Kōzushima Village (神津島村, Kōzushima-mura) is a village located in Ōshima Subprefecture, Tokyo Metropolis, Japan. As of 1 June 2016, the village had an estimated population of 1,856, and a population density of 99.9 persons per km². Its total area is 18.58 square kilometres (7.17 sq mi).

Mikurajima, Tokyo

Mikurajima Village (御蔵島村, Mikurajima-mura) is a village located in Miyake Subprefecture, Tokyo Metropolis, Japan. As of 1 June 2016, the village had an estimated population of 328, and a population density of 16 persons per km². Its total area is 20.54 square kilometres (7.93 sq mi).

Miyake-jima

Miyake-jima (三宅島, "Miyake Island") is an inhabited volcanic island in the Izu archipelago in the Philippine Sea approximately 180 kilometres (110 mi) southeast of Honshu, Japan. As with the other islands in the Izu Island group, Miyake-jima forms part of the Fuji-Hakone-Izu National Park.

Miyake Subprefecture

Miyake Subprefecture (三宅支庁, Miyake-shichō) is a subprefecture of Tokyo Metropolis, Japan. The organization belongs to the Tokyo Metropolitan Government Bureau Of General Affairs.

It includes the following villages on the Izu Islands:

Miyake (village on Miyakejima)

Mikurajima (village on Mikurajima)Its area is 76.08 square km and 3184 people.

Because of the eruptions of the main volcano, Miyakejima was completely evacuated from September 2000. After a four-year period of volcanic emissions, residents were allowed to return permanently on February 1, 2005.

Miyakejima Airport

Miyakejima Airport (三宅島空港, Miyakejima Kūkō) (IATA: MYE, ICAO: RJTQ) is an airport located 19 km (12 mi) east of Miyake village on the island of Miyakejima in the Miyake Subprefecture Tokyo, Japan.

In the past, flights from Haneda Airport were suspended as the area contained high sulfuric gas concentration from the July 14, 2000 volcanic eruption. Flights have resumed during April 2008, after sulfuric gases in the air have dropped to levels below 0.2ppm. There is also a helicopter that arrives via Izu Ōshima.

Nii-jima

Nii-jima (新島) is a volcanic Japanese island administered by Tokyo Metropolitan Government. It is one of the Izu Seven Islands group of the seven northern islands of the Izu archipelago, and is located approximately 163 kilometres (101 mi) south of Tōkyō and 36 kilometres (22 mi) south of Shimoda Shizuoka Prefecture. The island is the larger inhabited component of the village of Niijima Village, Ōshima Subprefecture of Tokyo Metropolis, which also contains the larger, neighboring island of Shikine-jima and the smaller, uninhabited Jinai-tō. Nii-jima is also within the boundaries of the Fuji-Hakone-Izu National Park.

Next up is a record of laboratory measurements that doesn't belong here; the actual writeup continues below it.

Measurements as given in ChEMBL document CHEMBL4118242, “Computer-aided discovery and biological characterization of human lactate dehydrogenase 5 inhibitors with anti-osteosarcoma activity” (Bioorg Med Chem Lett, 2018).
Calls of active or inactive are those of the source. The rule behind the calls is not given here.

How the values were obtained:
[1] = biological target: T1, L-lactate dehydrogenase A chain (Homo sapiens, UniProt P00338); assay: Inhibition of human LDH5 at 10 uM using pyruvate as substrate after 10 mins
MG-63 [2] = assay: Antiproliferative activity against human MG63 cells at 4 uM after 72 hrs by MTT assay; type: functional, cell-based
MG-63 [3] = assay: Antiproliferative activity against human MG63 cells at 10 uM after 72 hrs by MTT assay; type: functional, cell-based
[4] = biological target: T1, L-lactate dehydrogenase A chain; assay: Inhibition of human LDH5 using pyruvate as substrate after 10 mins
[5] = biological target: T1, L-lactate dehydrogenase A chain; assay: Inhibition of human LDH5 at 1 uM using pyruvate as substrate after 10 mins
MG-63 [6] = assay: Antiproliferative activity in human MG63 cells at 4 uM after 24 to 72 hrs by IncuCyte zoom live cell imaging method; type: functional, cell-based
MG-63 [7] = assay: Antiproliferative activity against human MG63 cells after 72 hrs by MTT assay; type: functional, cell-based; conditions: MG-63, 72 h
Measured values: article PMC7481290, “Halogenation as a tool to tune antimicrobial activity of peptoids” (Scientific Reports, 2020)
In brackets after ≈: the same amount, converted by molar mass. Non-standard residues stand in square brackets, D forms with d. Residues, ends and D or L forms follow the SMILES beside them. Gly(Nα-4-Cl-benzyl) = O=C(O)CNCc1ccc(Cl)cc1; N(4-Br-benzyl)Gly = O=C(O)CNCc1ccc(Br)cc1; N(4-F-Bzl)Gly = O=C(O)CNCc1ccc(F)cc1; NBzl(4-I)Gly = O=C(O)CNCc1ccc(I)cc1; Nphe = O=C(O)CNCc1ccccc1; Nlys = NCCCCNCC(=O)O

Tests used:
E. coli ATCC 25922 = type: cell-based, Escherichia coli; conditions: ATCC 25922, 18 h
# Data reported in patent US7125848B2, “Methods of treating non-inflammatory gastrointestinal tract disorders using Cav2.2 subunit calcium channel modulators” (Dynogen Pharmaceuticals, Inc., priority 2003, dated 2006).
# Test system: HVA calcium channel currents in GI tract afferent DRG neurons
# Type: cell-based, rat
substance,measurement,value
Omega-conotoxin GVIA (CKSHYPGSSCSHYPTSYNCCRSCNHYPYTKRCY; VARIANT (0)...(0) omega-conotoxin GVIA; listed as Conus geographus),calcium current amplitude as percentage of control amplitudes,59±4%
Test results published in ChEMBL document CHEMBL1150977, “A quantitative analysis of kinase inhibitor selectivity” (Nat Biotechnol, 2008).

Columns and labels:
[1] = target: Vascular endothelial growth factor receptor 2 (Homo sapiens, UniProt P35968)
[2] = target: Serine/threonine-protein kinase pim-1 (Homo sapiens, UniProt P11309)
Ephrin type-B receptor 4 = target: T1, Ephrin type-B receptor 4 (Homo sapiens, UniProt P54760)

On the southern tip of Nii-jima, there was formerly a launch site for experimental and sounding rockets.

Niijima, Tokyo

Niijima (新島村, Niijima-mura) is a village located in Ōshima Subprefecture, Tokyo Metropolis, Japan. As of 1 June 2016, the village had an estimated population of 2,697, and a population density of 97.9 persons per km². Its total area is 27.54 square kilometres (10.63 sq mi).

Niijima Airport

Niijima Airport (新島空港, Niijima Kūkō) (ICAO: RJAN) is a public aerodrome located 1.5 NM (2.8 km; 1.7 mi) southeast of the village of Niijima, on the island of Niijima, one of the Izu Islands in the Philippine Sea, south of the Izu Peninsula, Japan. Niijima Village is part of Greater Metropolitan Tokyo, and the airport is operated by the Tokyo Municipal Government.

To-shima, Tokyo

Toshima (利島村, Toshima-mura) is a village located in Ōshima Subprefecture, Tokyo Metropolis, Japan. The village comprises the whole of To-shima Island.

The island, at 4.12 square kilometres (1.59 square miles), is one of the smallest inhabited islands in the Izu Island chain. Approximately 330 people live on the island. Eighty per cent of the island is covered by camellia forests. From November to March, much of the island is red from the camellia flowers. The island is also home to the Saku lily, the largest lily in the world.

The island is between Izu Ōshima, the largest of the Izu Islands, and Nii-jima. Ferries that sail to Nii-jima make a brief stop in To-shima. Toshima is also accessible (weather permitting) by helicopter departing from Ōshima island, from Ōshima airport it is a 10-minute flight to To-shima.

The main industry on To-shima is fishing. There is some small-scale farming and tourism.

Tori-shima (Izu Islands)

Tori-shima (鳥島, Tori-shima or Izu-no-Tori-shima), literally meaning "Bird Island", is an uninhabited Japanese island in the Pacific Ocean. The volcanic island is part of the Izu Islands.

Ōshima Subprefecture (Tokyo)

Ōshima Subprefecture (大島支庁, Ōshima-shichō) is a subprefecture of Tokyo Metropolis, Japan. The organization belong to Tokyo Metropolitan Government Bureau Of General Affairs.

It includes the following towns and villages on the Izu Islands:

Ōshima (town on Izu Ōshima)

Toshima (village on Toshima)

Niijima (village on Niijima and Shikinejima)

Kōzushima (village on Kōzushima)It covers 141.82 square km and 13,825 people.

Special Wards
of Tokyo
Western
(Tama area)
Subprefectures

Languages

This page is based on a Wikipedia article written by authors (here).
Text is available under the CC BY-SA 3.0 license; additional terms may apply.
Images, videos and audio are available under their respective licenses.